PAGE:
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Curves to control saturation possible?
I've been using curves to control contrast/brightness and some color change BUT then using hue/saturation whenever I want to change saturation.
Does anyone know how to use curves to change saturation or if you can point me to some tutorials?
Thank you and much appreciated..
Have you tried the LAB colorspace. If you do curves in LAB, on the AB channels you will control saturation. It takes a little getting used to but it's well worth it to learn.
OIC! Been curious about LAB after reading on forum abt it...
Now thats a good reason for me to get off my ass and learn it! Thanks!
But I reckon it won't offer as much flexibility as having both curves & Hue/saturation(used only for saturation) adjustment layers? As then I'll have 2 mask instead of only 1 curve 'mask' to adjust if I'm using LAB..?
Erm, hope I'm clear above,kekeke...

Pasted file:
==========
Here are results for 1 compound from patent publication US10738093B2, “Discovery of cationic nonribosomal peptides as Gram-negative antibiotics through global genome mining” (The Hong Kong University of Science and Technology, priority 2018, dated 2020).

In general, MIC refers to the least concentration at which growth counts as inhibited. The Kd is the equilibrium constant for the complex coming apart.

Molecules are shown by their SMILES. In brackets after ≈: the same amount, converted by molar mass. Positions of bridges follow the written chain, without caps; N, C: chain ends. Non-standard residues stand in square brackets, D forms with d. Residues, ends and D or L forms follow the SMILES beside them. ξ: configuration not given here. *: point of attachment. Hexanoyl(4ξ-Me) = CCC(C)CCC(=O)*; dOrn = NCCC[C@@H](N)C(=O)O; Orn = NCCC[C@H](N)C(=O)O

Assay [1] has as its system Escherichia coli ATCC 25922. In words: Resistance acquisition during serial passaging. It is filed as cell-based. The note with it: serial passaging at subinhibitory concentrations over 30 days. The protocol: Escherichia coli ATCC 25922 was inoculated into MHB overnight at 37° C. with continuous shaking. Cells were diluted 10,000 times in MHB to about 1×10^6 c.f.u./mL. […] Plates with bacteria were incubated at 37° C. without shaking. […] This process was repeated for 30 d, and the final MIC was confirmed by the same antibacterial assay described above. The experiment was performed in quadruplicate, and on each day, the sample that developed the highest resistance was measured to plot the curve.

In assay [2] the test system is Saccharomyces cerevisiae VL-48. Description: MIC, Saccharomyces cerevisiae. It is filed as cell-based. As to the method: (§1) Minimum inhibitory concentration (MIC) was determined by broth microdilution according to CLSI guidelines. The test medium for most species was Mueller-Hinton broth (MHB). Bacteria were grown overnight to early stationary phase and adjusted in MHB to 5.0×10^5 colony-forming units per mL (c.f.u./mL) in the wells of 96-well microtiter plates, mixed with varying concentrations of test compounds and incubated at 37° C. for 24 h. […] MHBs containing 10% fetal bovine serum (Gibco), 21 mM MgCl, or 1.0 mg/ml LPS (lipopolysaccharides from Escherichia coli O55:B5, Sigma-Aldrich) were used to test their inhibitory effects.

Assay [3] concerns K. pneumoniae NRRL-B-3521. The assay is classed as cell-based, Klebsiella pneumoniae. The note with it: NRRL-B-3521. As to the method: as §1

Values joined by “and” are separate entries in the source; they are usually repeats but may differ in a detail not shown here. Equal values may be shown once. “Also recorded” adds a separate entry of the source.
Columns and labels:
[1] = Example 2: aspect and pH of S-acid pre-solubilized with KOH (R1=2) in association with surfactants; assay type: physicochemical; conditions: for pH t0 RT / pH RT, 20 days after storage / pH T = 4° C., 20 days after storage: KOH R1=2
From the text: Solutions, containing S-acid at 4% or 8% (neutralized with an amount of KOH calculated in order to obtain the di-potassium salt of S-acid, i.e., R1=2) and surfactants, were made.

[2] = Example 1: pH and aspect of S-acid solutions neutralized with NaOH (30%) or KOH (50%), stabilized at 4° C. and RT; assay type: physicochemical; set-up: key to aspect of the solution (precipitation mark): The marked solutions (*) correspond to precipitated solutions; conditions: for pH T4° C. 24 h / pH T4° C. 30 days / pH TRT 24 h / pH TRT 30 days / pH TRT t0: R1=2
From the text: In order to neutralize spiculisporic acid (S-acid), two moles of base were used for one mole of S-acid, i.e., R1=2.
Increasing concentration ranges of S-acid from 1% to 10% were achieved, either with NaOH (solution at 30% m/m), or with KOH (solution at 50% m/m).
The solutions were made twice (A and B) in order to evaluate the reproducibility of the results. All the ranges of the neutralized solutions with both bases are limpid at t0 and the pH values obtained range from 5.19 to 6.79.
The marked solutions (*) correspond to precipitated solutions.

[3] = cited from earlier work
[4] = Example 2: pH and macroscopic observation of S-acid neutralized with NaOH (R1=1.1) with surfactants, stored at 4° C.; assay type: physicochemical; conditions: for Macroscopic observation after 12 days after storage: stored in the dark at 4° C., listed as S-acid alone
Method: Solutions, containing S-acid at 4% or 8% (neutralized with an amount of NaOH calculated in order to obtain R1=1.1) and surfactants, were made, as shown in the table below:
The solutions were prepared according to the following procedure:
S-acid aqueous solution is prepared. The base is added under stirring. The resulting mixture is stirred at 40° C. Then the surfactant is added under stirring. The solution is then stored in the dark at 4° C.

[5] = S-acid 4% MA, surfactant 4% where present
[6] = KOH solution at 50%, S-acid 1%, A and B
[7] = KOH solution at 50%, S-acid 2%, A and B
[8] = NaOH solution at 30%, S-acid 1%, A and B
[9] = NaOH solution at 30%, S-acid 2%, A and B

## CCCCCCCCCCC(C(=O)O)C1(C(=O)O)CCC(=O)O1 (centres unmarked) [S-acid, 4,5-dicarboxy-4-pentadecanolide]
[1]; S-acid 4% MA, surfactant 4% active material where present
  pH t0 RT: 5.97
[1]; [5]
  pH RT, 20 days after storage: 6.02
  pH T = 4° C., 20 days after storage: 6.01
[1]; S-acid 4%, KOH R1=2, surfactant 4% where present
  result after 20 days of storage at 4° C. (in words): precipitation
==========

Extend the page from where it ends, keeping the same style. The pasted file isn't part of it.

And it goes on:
For a saturation curve, I recommend RGB mode. While Lab is good, it is not condusive for 'linear' sat work. In order to extract saturation while in Lab, you have to get polar and PS can't do squared roots. Or trig for that matter.
Try this in RGB:
Extract sat to greyscale
Variation that I've been using lately:
- Extract saturation to greyscale
- On the grey sat layer, fill G and B with pure black
- Set blending mode to Saturation
- Click Curves to grey sat layer
- In Curves, go to R channel and tweak away
I like it. The weird thing is that it is not the same as using Curves set to Saturation mode.
LAB: Well worth a bit of effort to get used to it. Although we have come to regard RGB as the "natural" mode, actually it's natural only to your monitor.
For us, people, LAB is a lot more natural.
Your levels / curves adjustments will be done in the L channel.
You can still use the Hue / Saturation adjustment for the colours (without affecting the luminosity, as happens when in RGB) - or you can tweak the A,B colours with curves.
Using levels on the A and B channels is usually a bit too heavy-handed.
Basically dealing with two different colour spaces:
HSL, being the classic double-cone.
HsY, being the custom human perception-based HSL space that Photoshop uses.
Once you know which space Photoshop is using with the various tools and blending modes, not that hard to manipulate whichever 'channel' you want while leaving the rest alone.
(RGB, HSL, HsY, Lab - play with all of them until your eyeballs bleed.)
Or did I totally misunderstand what you said, byRo?
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